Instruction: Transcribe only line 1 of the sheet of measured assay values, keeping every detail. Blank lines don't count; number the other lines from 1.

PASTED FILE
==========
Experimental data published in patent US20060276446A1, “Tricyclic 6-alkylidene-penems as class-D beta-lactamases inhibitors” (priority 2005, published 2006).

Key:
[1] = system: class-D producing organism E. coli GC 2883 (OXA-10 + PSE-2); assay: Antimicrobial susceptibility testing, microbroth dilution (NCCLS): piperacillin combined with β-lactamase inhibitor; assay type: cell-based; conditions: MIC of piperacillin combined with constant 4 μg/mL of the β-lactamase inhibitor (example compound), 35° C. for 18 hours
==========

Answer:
Experimental data published in patent US20060276446A1, “Tricyclic 6-alkylidene-penems as class-D beta-lactamases inhibitors” (priority 2005, published 2006).